Just last week Apple announced their intention to discontinue the Apple Xserve, the one Enterprise-class server that Apple developed. While Xserves were not exactly selling off the shelves, it did come as a shock for those of us who have been working with Enterprise deployments of the Mac into a network. Many Apple Certified Trainers were upset, because Mac OS X Server represents a significant focus for the Information Technology classes. But is it really that serious?
In October of 2008 Tom Krazit from CNET news notes the hiring of Mark Papermaster, an IBM chip designer and Blade Server specialist, as a sign that Apple could be developing a blade server. Apple has been focusing on small, low power computing devices quite a lot recently, and these devices have high processing output with minimal power consumption. It would be ideal for blade servers, if applied in that direction.
But there are other suppositions that Tom Krazit threw out, such as a focus on better cloud technologies for the Mac platform. This would also be ideal, as devices like the iPad have proven that, given the proper app, a tablet can do almost everything a workstation can, and is by far more portable.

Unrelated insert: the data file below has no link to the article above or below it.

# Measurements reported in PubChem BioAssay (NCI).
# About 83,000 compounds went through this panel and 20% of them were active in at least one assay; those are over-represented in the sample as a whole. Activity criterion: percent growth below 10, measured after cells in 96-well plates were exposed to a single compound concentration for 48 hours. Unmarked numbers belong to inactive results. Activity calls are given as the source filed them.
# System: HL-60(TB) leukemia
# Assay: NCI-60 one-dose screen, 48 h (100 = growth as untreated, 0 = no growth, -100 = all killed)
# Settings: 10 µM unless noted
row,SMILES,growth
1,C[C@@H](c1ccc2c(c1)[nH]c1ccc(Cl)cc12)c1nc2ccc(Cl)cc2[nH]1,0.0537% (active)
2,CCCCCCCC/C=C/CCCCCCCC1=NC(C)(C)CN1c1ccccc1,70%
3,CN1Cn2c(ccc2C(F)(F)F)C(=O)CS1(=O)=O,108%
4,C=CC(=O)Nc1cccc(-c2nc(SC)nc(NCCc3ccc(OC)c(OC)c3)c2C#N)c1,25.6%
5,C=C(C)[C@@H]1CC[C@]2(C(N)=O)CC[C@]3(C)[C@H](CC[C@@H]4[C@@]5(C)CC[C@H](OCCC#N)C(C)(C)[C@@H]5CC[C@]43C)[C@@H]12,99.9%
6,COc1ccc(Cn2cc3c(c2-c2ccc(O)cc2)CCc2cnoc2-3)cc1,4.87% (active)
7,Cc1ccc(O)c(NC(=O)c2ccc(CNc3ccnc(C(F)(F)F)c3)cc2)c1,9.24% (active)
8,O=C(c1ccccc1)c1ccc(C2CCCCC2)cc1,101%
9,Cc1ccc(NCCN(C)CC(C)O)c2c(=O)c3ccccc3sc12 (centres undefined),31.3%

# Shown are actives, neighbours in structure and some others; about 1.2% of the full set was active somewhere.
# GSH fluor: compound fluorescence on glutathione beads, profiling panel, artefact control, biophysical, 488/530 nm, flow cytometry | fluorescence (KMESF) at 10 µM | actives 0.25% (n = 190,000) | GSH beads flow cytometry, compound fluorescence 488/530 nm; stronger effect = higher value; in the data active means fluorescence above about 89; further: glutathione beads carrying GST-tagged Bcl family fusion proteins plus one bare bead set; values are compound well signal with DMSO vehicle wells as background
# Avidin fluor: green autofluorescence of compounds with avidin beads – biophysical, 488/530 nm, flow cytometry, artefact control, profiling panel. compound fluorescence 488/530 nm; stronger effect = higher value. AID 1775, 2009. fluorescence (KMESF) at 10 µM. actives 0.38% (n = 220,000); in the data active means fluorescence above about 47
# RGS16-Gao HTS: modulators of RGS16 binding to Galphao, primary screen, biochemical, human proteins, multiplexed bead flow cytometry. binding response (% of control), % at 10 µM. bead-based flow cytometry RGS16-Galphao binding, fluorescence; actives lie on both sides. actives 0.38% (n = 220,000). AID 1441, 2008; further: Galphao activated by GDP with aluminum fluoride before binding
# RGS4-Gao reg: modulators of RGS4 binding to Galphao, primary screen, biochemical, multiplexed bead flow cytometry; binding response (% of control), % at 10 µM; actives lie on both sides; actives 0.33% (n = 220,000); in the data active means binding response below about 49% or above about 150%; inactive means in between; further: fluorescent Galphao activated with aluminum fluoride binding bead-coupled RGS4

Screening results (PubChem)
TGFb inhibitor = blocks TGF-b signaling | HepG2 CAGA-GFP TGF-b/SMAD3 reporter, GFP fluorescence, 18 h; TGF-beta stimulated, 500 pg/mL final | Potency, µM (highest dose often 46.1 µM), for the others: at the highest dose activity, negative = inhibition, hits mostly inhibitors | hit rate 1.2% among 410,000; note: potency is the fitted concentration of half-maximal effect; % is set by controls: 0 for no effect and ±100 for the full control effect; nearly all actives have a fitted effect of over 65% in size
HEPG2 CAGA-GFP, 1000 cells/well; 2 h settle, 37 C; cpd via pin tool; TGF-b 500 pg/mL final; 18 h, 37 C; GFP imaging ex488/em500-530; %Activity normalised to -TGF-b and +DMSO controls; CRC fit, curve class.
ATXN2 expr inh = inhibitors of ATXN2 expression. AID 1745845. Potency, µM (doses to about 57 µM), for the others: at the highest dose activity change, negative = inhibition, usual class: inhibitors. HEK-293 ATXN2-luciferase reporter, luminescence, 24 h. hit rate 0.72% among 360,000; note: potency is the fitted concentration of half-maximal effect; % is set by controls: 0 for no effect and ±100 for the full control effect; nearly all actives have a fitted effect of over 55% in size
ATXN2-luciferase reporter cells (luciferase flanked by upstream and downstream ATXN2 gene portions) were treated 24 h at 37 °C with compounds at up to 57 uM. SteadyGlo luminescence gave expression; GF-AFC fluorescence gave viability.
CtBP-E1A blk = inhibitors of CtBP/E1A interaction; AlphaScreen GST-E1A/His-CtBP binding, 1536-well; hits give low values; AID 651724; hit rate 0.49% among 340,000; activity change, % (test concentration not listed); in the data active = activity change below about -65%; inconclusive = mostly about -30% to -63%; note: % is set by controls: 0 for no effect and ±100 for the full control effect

But where does that leave Apple and the Servers they currently have? Well, assuming Apple does not create a reasonable replacement for the Xserve, something like a blade server, they will always have the Mac Mini Server and the Mac Pro Server. Both would be considered more like a small business or home server, but the technologies built in (OpenLDAP, Kerberos, RADIUS, etc.) all have Enterprise applications.
So while it's a little concerning that Apple had gotten rid of the Xserve, I'm not fretting too much. Instead, I'm looking to the future with expectant announcements on more enterprise level support, and in the mean time like to point out that six Mac Mini Servers can fit in the same space as the Xserve did.